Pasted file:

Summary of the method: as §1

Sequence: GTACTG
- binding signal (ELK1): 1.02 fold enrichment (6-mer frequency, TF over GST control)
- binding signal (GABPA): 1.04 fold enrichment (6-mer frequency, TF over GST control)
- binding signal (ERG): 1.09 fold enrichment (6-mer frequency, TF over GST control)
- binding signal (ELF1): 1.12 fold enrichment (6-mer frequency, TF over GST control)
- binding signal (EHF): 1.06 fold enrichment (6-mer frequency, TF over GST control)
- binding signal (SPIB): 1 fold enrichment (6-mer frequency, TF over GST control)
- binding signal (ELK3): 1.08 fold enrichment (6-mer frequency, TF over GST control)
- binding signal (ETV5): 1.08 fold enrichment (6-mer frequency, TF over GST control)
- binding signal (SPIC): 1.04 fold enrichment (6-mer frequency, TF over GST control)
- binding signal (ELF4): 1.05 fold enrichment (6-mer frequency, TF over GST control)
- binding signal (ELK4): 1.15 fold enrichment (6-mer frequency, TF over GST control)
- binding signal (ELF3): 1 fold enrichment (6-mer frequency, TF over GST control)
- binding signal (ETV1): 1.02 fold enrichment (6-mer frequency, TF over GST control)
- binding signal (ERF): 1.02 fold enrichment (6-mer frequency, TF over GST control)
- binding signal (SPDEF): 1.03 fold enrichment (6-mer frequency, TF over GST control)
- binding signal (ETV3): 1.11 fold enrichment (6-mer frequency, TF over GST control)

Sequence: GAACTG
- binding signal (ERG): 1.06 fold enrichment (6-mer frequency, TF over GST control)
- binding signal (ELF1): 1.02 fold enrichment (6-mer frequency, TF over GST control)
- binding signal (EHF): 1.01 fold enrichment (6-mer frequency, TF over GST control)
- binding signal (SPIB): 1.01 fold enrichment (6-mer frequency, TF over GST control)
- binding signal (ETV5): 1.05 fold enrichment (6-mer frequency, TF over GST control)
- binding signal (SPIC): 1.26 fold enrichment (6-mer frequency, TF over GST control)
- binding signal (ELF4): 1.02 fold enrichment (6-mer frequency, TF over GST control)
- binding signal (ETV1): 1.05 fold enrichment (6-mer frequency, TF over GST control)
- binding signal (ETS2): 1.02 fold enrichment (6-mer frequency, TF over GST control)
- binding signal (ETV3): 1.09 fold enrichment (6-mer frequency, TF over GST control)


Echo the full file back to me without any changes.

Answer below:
Summary of the method: as §1

Sequence: GTACTG
- binding signal (ELK1): 1.02 fold enrichment (6-mer frequency, TF over GST control)
- binding signal (GABPA): 1.04 fold enrichment (6-mer frequency, TF over GST control)
- binding signal (ERG): 1.09 fold enrichment (6-mer frequency, TF over GST control)
- binding signal (ELF1): 1.12 fold enrichment (6-mer frequency, TF over GST control)
- binding signal (EHF): 1.06 fold enrichment (6-mer frequency, TF over GST control)
- binding signal (SPIB): 1 fold enrichment (6-mer frequency, TF over GST control)
- binding signal (ELK3): 1.08 fold enrichment (6-mer frequency, TF over GST control)
- binding signal (ETV5): 1.08 fold enrichment (6-mer frequency, TF over GST control)
- binding signal (SPIC): 1.04 fold enrichment (6-mer frequency, TF over GST control)
- binding signal (ELF4): 1.05 fold enrichment (6-mer frequency, TF over GST control)
- binding signal (ELK4): 1.15 fold enrichment (6-mer frequency, TF over GST control)
- binding signal (ELF3): 1 fold enrichment (6-mer frequency, TF over GST control)
- binding signal (ETV1): 1.02 fold enrichment (6-mer frequency, TF over GST control)
- binding signal (ERF): 1.02 fold enrichment (6-mer frequency, TF over GST control)
- binding signal (SPDEF): 1.03 fold enrichment (6-mer frequency, TF over GST control)
- binding signal (ETV3): 1.11 fold enrichment (6-mer frequency, TF over GST control)

Sequence: GAACTG
- binding signal (ERG): 1.06 fold enrichment (6-mer frequency, TF over GST control)
- binding signal (ELF1): 1.02 fold enrichment (6-mer frequency, TF over GST control)
- binding signal (EHF): 1.01 fold enrichment (6-mer frequency, TF over GST control)
- binding signal (SPIB): 1.01 fold enrichment (6-mer frequency, TF over GST control)
- binding signal (ETV5): 1.05 fold enrichment (6-mer frequency, TF over GST control)
- binding signal (SPIC): 1.26 fold enrichment (6-mer frequency, TF over GST control)
- binding signal (ELF4): 1.02 fold enrichment (6-mer frequency, TF over GST control)
- binding signal (ETV1): 1.05 fold enrichment (6-mer frequency, TF over GST control)
- binding signal (ETS2): 1.02 fold enrichment (6-mer frequency, TF over GST control)
- binding signal (ETV3): 1.09 fold enrichment (6-mer frequency, TF over GST control)